Dr. Nikki Reddy is currently completing a one-year fellowship in glaucoma and anterior segment disease at the Donald K. Johnson Eye Institute. She took some time out of her very busy schedule to tell about her passion for treating glaucoma patients.
1. What attracted you to the field of ophthalmology?
Early on in med school, I knew I wanted to work with my hands so I considered specializing in surgery. During my residency at the University of Texas at Austin, I did a rotation in ophthalmology and I loved it. I really enjoyed the team approach, collaborative practice and friendly culture. I also noticed that all the ophthalmologists seemed to have excellent relationships with patients.
What made you decide to specialize in glaucoma? The ability to help restore someone’s vision is so inspiring to me. With glaucoma, because it is a chronic, complex disease, we follow our patients over many years. The continuity of care is very important. I gain deep satisfaction with building long-term relationships with my patients who are very invested in their care.
2. Why did you apply for this Fellowship at the Donald K. Johnson Eye Institute?
I learned about the Donald K. Johnson Eye Institute on social media while I was looking for fellowship opportunity. When I did some more research, I was very impressed, as the eye institute seemed to have all elements I was looking for: excellence in clinical, research, and education. I saw this an opportunity to learn from the best.
3. What do you consider the clinical strengths of the program?
The Donald K. Johnson Eye Institute is home to such a wide range of subspecialties who treat a complex, diverse and large patient population, where clinical care is deeply integrated with research. This has created an environment where we can really push the limits of care.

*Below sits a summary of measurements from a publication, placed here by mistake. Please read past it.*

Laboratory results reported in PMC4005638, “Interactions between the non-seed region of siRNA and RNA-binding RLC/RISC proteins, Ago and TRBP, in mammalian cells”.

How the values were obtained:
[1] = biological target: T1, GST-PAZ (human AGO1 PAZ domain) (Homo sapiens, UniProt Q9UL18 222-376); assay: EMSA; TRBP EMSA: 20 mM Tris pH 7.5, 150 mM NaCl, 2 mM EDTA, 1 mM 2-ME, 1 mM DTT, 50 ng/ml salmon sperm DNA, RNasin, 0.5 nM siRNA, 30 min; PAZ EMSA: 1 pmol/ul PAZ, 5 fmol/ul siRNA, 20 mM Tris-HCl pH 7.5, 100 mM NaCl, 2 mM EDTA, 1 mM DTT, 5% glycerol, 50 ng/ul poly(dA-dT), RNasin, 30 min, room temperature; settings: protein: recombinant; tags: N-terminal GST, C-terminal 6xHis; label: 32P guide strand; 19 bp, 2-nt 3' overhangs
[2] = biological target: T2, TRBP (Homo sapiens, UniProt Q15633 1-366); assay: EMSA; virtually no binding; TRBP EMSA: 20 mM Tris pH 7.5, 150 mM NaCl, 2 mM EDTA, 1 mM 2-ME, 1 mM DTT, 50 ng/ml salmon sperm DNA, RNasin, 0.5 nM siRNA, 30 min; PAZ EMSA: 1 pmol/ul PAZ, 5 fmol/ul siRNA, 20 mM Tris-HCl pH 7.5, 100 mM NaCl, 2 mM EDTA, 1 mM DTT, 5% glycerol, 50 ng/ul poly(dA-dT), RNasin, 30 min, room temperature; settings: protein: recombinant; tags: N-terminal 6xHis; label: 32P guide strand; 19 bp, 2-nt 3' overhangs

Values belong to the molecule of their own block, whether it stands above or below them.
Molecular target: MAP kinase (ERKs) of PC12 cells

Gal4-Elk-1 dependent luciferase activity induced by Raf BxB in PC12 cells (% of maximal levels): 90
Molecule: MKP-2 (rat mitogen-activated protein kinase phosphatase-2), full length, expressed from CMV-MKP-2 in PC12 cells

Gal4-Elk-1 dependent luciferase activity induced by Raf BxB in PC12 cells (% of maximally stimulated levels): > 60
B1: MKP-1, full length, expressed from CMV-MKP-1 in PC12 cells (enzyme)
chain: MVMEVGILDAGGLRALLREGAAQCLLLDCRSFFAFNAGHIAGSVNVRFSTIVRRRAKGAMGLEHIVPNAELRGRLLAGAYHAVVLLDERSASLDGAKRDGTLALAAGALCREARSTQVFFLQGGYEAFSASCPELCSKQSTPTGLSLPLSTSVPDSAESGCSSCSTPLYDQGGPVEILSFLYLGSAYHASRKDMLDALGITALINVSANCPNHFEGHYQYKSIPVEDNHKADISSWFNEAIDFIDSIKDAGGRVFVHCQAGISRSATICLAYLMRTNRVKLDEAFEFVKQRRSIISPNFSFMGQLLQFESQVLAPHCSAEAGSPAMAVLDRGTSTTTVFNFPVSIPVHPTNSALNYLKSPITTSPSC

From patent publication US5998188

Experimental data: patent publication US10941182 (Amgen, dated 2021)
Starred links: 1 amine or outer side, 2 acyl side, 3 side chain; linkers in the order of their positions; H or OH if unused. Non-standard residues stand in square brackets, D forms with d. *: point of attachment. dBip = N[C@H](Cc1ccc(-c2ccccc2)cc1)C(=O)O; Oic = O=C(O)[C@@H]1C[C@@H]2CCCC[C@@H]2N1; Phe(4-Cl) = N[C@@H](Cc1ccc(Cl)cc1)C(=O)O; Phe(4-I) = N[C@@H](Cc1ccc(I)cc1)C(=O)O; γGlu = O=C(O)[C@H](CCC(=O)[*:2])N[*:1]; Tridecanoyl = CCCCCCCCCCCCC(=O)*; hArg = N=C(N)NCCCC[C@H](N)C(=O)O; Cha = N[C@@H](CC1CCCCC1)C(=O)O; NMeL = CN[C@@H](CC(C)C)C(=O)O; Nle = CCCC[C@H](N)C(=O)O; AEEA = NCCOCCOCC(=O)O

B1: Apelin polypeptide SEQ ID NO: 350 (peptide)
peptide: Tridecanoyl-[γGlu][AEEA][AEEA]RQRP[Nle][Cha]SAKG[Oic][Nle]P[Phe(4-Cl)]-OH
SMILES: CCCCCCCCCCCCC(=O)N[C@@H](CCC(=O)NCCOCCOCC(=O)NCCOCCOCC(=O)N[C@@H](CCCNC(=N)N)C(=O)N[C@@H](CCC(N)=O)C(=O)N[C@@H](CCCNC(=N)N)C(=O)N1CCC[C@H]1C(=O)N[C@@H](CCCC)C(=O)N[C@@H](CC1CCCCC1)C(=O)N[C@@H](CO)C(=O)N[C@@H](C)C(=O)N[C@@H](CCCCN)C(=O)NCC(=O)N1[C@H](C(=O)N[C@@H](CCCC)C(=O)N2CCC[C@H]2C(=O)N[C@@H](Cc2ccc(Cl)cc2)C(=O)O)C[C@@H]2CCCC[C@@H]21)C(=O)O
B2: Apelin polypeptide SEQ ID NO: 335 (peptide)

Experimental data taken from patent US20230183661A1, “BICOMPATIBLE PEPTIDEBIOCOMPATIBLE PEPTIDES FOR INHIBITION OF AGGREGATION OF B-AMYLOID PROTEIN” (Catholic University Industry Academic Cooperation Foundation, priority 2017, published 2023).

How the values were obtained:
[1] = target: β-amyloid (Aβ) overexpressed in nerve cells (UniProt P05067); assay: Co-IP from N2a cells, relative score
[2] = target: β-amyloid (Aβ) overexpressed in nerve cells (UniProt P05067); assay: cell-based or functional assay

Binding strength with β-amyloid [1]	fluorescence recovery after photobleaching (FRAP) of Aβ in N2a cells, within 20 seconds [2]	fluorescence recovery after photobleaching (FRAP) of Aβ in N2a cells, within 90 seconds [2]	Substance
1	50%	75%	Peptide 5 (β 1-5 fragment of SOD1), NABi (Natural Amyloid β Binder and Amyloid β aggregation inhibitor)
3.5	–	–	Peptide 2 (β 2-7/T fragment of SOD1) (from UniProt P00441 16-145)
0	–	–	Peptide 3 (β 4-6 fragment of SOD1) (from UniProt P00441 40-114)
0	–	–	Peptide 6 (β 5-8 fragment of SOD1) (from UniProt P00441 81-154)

4. What are your personal goals in your fellowship position at the Donald K. Johnson Eye Institute?
I hope to learn how to become an expert diagnostician. Medicine is a science and it’s is also an art. I want to understand more about the “art” of medicine and developing a mindset that prepares me how to treat my patients in the best way possible.
5. How is the Fellowship improving the way you care for patients?
The last six months have been a steep learning curve. During that time, my confidence in treating glaucoma patients has increased. I can develop a clinical plan with my patients that may or may not involve surgery. There is so much in-house expertise at the Donald K. Johnson Eye Institute. You need to be a team player because we share patients. Many people who are living with glaucoma also have other eye disorders, such anterior segment disease and diseases of the retina and cornea.
6. How is this Fellowship assisting you in your research and career goals?
The Donald K. Johnson Eye Institute is part of a world-leading hospital network. I benefit from a rich environment where we have access to the best specialists in many specialties beyond ophthalmology. This fellowship is teaching me all about inquiry and be always be curious, to ask questions. The Fellowship has also exposed me to an international community of vision specialists who are focused on research and in achieving the best outcomes.
7. Can you describe a moment during your fellowship of which you are particularly proud?
Last November, I had the opportunity to attend the International Glaucoma Consortium’s annual conference in Salt Lake City, Utah. Two of the keynote presenters were my mentors, including Drs. Ike Ahmed and Matt Schlenker. I was tremendously proud to be there with my colleagues who were sharing their expertise and knowledge with a global audience.
8. What are your plans after you have completed your Fellowship?
I plan to return to Dallas, Texas and I look forward to establishing research collaborations with the wonderful team at the Donald K. Johnson Eye Institute.